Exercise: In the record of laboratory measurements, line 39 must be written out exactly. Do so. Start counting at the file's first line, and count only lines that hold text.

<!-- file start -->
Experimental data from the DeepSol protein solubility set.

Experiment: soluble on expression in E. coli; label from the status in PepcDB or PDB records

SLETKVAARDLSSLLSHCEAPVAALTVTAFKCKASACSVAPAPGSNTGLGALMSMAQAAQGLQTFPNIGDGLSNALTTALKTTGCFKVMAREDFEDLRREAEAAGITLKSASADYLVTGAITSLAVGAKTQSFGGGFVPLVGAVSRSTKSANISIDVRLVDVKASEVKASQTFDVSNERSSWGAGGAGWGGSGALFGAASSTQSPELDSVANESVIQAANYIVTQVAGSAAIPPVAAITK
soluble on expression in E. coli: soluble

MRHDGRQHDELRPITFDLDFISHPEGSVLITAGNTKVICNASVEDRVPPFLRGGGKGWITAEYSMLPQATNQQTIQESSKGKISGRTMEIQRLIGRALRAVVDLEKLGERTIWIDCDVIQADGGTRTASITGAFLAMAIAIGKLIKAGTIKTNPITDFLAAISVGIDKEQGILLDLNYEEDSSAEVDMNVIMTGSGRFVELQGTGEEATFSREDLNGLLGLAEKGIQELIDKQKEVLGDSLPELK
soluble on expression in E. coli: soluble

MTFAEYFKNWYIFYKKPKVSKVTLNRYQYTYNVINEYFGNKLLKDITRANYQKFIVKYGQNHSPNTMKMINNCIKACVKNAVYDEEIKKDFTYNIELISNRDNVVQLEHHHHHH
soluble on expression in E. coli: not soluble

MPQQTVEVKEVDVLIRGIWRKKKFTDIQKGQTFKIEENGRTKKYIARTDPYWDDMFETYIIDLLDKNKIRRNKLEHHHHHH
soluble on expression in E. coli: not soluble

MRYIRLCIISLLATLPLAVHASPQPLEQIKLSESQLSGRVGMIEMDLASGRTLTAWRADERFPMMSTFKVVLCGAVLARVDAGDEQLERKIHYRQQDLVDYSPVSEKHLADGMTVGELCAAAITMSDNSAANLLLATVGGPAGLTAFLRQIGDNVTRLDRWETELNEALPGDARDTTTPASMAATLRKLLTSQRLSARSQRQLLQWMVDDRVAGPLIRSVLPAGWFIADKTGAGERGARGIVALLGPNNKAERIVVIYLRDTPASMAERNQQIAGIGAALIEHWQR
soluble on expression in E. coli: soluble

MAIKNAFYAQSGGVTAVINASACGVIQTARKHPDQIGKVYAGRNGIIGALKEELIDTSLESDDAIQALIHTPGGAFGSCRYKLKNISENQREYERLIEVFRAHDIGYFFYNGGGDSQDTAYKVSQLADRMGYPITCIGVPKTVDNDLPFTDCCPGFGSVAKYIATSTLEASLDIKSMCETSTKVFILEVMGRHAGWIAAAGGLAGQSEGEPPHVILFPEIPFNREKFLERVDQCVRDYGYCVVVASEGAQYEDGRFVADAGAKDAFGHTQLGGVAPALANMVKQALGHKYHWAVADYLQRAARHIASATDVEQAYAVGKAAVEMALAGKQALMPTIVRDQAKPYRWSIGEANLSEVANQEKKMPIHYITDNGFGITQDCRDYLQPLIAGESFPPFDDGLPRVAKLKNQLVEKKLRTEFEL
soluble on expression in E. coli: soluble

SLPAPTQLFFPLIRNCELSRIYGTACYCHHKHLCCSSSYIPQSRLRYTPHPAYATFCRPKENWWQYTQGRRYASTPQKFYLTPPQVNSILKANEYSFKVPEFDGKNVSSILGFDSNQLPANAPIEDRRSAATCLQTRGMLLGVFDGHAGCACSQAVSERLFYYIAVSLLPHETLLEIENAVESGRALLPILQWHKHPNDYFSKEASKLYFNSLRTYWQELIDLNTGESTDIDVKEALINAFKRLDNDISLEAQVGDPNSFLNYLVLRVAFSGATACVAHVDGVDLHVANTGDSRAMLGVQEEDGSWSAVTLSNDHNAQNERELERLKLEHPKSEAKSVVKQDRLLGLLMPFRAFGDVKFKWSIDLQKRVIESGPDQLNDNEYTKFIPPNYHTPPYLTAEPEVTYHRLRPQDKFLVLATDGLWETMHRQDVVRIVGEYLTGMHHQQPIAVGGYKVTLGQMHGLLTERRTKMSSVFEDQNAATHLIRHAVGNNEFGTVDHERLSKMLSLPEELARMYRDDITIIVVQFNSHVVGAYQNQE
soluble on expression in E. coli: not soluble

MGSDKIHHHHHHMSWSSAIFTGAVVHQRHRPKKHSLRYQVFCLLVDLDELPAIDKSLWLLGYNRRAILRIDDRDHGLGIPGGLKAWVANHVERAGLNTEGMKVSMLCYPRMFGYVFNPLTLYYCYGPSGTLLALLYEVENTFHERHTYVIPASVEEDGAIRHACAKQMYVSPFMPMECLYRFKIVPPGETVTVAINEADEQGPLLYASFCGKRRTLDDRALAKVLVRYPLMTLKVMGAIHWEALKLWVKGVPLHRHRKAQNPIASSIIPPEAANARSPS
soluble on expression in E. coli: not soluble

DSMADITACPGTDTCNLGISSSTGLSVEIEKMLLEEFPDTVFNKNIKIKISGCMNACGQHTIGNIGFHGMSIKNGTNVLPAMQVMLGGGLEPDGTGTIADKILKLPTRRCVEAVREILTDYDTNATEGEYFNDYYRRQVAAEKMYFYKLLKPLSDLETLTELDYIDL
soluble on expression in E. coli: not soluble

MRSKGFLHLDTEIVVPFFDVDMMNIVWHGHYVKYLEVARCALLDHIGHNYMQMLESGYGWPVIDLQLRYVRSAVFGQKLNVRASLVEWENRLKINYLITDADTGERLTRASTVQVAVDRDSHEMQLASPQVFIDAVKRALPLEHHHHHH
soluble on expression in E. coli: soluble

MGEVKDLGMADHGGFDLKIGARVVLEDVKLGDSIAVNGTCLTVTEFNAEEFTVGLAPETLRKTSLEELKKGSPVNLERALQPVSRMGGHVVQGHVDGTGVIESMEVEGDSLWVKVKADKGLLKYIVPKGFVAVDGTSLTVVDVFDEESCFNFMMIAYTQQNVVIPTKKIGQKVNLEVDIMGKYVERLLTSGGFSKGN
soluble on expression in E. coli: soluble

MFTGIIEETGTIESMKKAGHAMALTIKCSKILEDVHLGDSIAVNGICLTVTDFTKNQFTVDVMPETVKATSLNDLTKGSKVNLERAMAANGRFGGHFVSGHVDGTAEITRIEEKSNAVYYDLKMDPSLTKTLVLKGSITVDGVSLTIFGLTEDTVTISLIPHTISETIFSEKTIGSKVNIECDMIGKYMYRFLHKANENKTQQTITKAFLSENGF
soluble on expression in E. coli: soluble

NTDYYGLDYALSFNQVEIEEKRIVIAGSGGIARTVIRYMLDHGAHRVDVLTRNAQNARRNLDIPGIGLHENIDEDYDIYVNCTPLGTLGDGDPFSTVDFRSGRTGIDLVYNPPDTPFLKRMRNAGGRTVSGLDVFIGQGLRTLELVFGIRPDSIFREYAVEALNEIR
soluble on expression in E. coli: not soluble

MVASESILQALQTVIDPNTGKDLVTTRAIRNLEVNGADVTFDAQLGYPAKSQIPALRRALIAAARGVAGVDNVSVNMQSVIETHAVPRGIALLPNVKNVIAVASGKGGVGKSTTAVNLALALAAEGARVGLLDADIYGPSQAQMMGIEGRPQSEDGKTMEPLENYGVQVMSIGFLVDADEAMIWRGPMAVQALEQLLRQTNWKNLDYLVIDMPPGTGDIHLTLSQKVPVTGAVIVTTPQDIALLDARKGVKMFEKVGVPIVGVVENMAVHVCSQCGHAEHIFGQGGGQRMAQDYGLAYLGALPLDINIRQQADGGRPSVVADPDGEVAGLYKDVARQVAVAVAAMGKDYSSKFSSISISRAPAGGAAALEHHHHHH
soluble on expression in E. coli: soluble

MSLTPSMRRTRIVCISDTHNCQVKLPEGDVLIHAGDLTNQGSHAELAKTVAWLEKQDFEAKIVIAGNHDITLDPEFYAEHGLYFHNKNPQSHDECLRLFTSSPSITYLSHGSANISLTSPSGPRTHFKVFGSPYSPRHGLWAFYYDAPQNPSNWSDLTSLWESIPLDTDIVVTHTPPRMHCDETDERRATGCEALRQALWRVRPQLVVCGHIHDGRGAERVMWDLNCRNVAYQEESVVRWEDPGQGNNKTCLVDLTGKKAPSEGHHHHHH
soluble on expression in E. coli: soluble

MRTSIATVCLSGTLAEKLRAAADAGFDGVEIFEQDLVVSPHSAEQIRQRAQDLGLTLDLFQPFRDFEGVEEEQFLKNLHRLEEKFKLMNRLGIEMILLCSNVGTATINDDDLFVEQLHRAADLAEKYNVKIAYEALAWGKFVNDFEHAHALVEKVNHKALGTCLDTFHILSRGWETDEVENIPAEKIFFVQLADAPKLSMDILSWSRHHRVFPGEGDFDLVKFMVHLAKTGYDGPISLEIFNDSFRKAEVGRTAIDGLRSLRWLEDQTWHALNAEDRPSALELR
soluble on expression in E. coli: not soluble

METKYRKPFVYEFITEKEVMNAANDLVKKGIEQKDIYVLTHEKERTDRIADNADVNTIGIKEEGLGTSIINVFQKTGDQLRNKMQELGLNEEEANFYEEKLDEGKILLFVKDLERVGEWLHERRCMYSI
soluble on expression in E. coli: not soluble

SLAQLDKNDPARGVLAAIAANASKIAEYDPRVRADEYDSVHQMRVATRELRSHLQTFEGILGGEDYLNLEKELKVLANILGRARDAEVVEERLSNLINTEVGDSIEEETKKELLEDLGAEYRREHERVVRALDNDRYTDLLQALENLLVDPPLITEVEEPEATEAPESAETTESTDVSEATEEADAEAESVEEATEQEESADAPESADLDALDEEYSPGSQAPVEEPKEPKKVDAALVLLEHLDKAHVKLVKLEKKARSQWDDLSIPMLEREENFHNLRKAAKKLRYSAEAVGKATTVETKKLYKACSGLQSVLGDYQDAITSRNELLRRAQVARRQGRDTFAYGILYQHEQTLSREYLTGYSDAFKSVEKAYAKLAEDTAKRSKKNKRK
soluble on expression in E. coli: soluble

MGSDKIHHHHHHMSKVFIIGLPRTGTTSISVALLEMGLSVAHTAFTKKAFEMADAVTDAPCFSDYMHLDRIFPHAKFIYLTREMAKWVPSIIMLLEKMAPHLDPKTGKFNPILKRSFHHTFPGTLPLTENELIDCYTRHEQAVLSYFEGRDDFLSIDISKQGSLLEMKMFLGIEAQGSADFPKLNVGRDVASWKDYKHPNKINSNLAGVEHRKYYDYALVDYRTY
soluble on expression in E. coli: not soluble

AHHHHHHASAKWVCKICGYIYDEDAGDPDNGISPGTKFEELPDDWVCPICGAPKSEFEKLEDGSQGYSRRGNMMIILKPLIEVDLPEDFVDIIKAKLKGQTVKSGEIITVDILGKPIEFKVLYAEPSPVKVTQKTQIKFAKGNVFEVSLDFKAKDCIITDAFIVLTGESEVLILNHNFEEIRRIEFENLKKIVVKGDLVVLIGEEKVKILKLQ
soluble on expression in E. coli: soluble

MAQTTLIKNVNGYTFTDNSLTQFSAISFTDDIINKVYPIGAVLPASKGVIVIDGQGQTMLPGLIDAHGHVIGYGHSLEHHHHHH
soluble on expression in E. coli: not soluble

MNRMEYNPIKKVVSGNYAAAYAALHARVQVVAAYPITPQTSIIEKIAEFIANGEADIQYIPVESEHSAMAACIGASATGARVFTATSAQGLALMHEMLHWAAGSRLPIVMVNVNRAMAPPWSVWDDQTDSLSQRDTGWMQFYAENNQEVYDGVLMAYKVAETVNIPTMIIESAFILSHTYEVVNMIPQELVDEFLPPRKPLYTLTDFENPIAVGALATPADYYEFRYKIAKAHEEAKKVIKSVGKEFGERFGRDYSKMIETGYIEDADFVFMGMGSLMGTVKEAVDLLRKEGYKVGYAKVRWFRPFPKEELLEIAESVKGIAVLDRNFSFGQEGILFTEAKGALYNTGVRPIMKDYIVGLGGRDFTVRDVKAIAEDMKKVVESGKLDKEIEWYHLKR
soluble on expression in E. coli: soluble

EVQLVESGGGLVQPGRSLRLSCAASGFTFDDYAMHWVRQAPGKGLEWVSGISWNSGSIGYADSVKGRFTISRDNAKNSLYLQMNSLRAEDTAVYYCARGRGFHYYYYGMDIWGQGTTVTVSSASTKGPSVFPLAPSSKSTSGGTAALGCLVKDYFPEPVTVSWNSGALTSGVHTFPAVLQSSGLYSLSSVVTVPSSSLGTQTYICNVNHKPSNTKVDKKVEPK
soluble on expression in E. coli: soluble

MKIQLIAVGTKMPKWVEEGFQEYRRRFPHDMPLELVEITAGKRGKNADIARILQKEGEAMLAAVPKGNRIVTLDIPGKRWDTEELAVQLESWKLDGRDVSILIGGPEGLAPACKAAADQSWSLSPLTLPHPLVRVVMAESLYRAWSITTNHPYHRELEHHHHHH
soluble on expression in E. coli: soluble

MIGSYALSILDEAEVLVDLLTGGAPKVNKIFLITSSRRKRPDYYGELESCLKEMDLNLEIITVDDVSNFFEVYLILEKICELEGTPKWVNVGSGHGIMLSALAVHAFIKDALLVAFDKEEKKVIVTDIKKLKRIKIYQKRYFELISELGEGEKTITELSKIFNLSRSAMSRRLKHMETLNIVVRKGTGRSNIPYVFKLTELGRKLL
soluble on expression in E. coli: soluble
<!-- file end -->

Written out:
MGSDKIHHHHHHMSKVFIIGLPRTGTTSISVALLEMGLSVAHTAFTKKAFEMADAVTDAPCFSDYMHLDRIFPHAKFIYLTREMAKWVPSIIMLLEKMAPHLDPKTGKFNPILKRSFHHTFPGTLPLTENELIDCYTRHEQAVLSYFEGRDDFLSIDISKQGSLLEMKMFLGIEAQGSADFPKLNVGRDVASWKDYKHPNKINSNLAGVEHRKYYDYALVDYRTY